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Wednesday, January 06, 2010

Egged cancels route after bus is firebombed

There are many places in this country to which I will not take my car. My car is an old car (I like to joke that until I moved to Israel I never owned a yeshivish car - sorry that loses something in translation). It doesn't have bulletproof windows. It doesn't even have the shatterproof windows that most of my friends who live in Judea and Samaria have. I don't have a license to carry a gun so I don't carry a gun. In a word, if someone decides to take a shot at me on Route 60 south of Gush Etzion or on the Ramallah bypass road north of Shaar Binyamin, I'm a sitting duck. So when I need to go places in Judea and Samaria where I don't feel safe driving, I take the bus. You may call me chicken, but I regard it as self-preservation. Besides, with my long-standing obsession with the Matzav (situation) here, I can cite chapter and verse for just about every terror attack that has taken place here in the last 16 years. I know too much to want to take chances.

Fortunately, we don't have family in Negohot, which is south of Hebron, because Egged - the national bus carrier - has decided in its infinite wisdom that the Jews who live there have enough cars and no longer need bus transportation. Actually, that's not what they decided. What Egged decided was that they are no longer willing to take the risks of their drivers being firebombed. So they are abandoning the Jews of Negohot.
Egged bus company on Tuesday notified Neguhot residents in the West Bank that the bus route to their settlement would be canceled, after Palestinians hurled a Molotov cocktail that moderately wounded a woman on one of their buses two weeks ago.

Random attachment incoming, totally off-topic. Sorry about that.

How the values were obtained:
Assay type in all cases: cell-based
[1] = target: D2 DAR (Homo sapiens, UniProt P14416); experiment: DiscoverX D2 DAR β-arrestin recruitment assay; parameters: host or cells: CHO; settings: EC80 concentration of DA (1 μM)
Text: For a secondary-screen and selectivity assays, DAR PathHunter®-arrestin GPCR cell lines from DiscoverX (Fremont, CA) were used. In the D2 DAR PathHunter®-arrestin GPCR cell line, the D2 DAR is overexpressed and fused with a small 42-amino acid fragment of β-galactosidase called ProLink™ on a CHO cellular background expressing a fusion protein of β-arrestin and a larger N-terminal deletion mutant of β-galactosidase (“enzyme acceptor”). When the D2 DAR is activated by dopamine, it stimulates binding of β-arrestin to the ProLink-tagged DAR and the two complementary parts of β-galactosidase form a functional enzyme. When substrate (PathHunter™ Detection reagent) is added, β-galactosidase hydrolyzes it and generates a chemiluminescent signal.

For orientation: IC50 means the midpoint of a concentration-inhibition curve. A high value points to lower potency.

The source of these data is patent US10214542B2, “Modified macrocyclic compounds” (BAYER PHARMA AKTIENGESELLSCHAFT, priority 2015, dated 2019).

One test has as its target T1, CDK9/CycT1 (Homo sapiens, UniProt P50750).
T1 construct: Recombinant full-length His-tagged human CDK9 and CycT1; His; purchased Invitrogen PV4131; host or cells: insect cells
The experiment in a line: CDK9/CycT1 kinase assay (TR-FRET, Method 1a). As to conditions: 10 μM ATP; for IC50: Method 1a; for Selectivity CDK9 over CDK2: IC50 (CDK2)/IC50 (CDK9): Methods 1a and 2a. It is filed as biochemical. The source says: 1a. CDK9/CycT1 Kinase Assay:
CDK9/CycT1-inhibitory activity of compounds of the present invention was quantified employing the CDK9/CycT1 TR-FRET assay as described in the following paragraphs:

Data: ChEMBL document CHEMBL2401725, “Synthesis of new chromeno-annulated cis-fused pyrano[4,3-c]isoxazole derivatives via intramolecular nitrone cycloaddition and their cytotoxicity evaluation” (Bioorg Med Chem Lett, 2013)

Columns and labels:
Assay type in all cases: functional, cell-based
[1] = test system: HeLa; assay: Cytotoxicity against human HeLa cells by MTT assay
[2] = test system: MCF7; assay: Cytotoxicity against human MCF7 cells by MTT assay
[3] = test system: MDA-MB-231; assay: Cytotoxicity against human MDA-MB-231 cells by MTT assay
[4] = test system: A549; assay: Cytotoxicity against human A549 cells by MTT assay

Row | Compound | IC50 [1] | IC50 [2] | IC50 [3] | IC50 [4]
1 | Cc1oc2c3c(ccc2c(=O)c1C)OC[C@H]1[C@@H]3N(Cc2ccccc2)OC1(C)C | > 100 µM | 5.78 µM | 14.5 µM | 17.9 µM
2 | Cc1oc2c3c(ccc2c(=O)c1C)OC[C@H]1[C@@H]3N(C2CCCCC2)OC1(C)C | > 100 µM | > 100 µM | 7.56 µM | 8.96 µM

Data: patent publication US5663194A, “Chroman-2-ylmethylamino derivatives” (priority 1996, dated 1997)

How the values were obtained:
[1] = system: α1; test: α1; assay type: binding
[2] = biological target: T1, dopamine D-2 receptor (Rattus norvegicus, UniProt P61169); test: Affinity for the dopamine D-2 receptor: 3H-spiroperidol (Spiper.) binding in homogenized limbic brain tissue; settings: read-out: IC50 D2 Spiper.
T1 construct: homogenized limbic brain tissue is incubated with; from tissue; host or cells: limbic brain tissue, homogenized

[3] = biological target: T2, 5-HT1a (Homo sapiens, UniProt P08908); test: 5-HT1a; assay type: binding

"The settlement is amazed that Egged has decided to stop the bus route to our area," the residents said in a statement, adding that "instead of strengthening the settlement's residents who live on the front line, Egged has chosen the easy way out and retracted its responsibility."

Neguhot is a secluded settlement south of Mount Hebron, with only one road leading into it.

About two weeks ago a teenage woman from the settlement was moderately hurt when a Molotov cocktail was hurled at the Egged bus she was traveling on from Kiryat Gat to Neguhot.

Egged has until now provided transportation to the settlement twice a day, but has decided to stop immediately, saying they do not have an armored bus needed to protect their passengers in the area.

"We don't need to go there," said Egged CEO Miki Levy. "It's on a hill, it's a problematic area, only three to four people take the bus and we lose money on that line.

"After the recent incident we received a letter that stated that sending unprotected busses to the area is against protocol, and I'm not going to armor my buses for five people," he added.
Egged is owned by its drivers, but is essentially public transportation. Imagine if American or European subway systems decided they weren't going to tough neighborhoods anymore. The T in Boston won't go to Roxbury, the New York City mass transit system skips half of Brooklyn, and the underground in London won't go to East London anymore. That's essentially what happened here. Will the government step in and force Egged to restore service? Don't hold your breath.


At 3:46 AM, Blogger NormanF said...

Its not going to happen... the residents will have to start their own service to Jerusalem and connect to Egged there. Negohot is going to have to learn to rely on itself.


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